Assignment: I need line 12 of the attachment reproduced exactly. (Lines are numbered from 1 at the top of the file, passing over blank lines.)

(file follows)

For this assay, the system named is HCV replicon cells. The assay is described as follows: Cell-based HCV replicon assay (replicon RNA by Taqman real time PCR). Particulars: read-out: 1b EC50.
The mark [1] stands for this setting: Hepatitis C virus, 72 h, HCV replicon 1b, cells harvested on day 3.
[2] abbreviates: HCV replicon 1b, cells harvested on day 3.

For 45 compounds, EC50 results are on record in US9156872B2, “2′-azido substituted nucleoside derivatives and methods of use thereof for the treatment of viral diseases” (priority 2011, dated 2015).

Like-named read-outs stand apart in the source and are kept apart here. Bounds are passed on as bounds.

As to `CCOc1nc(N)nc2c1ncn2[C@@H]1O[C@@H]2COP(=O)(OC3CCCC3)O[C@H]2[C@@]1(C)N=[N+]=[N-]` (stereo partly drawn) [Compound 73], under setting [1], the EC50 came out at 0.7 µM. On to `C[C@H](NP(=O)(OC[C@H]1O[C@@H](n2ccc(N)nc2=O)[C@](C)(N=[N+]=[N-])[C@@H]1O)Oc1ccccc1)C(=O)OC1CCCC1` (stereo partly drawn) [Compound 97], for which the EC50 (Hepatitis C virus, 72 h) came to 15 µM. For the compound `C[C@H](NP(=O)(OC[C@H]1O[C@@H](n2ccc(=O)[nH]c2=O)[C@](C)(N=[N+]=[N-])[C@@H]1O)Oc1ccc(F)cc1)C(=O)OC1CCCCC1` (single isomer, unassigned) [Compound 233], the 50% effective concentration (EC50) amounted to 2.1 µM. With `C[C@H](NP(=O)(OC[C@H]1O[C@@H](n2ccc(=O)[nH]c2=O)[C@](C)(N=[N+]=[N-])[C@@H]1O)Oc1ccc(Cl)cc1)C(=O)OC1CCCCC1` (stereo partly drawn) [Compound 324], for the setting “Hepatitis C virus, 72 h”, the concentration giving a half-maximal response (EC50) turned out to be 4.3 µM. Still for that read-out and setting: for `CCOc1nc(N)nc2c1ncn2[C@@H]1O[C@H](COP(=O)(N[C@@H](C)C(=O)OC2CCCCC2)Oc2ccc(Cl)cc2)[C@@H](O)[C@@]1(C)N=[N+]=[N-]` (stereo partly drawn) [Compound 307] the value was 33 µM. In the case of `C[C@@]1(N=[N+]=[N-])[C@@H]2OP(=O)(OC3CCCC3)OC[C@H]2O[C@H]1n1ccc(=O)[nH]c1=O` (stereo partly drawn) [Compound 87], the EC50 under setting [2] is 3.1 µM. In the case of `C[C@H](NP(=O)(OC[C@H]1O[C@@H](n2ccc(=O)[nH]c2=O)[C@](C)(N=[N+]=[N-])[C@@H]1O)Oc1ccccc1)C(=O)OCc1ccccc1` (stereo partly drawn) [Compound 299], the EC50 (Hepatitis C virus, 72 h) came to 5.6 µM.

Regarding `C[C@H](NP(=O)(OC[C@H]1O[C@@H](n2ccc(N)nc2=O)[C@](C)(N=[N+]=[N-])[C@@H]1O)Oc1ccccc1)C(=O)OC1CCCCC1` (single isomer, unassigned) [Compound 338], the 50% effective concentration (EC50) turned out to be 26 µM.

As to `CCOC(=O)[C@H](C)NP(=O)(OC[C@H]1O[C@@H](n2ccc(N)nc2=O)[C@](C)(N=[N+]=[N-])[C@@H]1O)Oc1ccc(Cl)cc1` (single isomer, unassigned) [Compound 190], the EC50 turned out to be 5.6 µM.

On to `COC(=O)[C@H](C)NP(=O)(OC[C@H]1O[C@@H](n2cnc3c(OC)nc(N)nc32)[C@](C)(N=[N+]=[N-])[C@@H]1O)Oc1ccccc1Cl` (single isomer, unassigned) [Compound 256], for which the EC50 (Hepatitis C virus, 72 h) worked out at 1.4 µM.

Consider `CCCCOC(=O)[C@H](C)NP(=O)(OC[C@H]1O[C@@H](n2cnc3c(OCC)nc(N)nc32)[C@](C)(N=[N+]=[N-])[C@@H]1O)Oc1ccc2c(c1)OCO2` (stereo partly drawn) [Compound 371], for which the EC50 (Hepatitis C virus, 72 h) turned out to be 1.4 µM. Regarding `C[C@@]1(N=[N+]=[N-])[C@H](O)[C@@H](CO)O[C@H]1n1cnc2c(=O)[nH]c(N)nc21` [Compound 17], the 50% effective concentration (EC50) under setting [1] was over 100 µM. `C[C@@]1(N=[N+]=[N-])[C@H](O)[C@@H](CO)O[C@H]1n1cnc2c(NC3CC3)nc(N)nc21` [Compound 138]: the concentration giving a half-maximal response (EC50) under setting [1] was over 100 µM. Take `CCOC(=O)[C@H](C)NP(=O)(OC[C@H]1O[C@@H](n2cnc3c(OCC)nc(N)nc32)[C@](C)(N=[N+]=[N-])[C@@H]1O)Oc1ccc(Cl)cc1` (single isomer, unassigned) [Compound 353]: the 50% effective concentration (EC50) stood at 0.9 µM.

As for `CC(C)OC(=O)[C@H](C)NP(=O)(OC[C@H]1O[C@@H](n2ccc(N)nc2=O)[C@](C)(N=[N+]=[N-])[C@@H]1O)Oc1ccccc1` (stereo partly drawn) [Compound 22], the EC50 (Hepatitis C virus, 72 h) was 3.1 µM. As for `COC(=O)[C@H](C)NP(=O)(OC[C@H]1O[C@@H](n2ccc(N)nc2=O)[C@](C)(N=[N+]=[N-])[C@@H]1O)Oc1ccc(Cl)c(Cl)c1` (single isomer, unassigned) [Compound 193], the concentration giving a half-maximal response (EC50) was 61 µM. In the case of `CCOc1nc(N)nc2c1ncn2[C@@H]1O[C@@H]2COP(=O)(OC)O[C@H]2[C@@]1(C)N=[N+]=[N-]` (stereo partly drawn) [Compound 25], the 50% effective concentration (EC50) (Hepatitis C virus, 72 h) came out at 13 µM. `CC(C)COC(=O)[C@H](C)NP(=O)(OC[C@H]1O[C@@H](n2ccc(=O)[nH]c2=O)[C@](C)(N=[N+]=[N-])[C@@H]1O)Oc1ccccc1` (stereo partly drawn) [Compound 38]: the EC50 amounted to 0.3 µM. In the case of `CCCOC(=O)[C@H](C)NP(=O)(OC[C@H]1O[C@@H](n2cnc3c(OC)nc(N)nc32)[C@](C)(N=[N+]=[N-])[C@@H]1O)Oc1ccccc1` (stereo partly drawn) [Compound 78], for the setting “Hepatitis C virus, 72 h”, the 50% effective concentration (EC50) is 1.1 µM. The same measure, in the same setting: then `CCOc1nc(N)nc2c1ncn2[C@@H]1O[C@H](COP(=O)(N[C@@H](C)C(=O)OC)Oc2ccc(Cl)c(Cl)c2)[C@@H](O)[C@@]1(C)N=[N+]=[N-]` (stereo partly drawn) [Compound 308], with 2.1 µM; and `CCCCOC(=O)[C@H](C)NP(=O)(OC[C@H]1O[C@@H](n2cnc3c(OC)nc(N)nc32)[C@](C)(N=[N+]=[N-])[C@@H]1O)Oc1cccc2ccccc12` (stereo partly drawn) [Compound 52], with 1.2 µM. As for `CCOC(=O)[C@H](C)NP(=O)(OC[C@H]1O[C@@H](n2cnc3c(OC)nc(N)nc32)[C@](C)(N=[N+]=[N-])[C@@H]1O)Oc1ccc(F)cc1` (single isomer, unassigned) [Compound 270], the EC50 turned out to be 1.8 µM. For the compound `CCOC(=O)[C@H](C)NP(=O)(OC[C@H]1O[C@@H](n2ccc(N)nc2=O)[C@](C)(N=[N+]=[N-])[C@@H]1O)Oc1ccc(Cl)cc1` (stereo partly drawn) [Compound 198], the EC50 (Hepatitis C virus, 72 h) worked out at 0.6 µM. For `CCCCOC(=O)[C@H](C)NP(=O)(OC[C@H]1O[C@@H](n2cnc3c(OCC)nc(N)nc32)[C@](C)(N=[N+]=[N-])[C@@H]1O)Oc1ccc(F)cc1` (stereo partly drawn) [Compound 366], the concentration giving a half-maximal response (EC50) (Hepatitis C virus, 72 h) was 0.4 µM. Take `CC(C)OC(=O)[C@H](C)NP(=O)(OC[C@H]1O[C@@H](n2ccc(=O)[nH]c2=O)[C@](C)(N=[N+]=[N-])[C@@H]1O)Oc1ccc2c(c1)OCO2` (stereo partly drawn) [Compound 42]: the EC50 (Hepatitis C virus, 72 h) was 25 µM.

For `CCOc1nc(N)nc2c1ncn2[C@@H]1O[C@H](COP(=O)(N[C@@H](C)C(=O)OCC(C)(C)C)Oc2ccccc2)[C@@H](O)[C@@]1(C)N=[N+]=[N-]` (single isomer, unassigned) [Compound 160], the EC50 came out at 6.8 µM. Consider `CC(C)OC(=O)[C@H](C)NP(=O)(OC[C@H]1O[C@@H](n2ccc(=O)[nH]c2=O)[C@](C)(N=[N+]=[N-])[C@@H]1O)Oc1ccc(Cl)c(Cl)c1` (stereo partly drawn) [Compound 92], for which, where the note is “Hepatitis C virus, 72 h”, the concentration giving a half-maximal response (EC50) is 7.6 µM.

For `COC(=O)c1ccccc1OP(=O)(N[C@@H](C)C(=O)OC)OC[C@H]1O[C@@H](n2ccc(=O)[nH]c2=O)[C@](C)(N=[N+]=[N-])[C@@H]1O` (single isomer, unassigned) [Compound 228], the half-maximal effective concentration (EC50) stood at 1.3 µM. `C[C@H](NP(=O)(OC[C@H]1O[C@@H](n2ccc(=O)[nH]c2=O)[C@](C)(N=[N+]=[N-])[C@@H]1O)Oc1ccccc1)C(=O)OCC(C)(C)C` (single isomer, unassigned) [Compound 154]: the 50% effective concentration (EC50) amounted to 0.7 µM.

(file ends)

For `CCOc1nc(N)nc2c1ncn2[C@@H]1O[C@H](COP(=O)(N[C@@H](C)C(=O)OCC(C)(C)C)Oc2ccccc2)[C@@H](O)[C@@]1(C)N=[N+]=[N-]` (single isomer, unassigned) [Compound 160], the EC50 came out at 6.8 µM. Consider `CC(C)OC(=O)[C@H](C)NP(=O)(OC[C@H]1O[C@@H](n2ccc(=O)[nH]c2=O)[C@](C)(N=[N+]=[N-])[C@@H]1O)Oc1ccc(Cl)c(Cl)c1` (stereo partly drawn) [Compound 92], for which, where the note is “Hepatitis C virus, 72 h”, the concentration giving a half-maximal response (EC50) is 7.6 µM.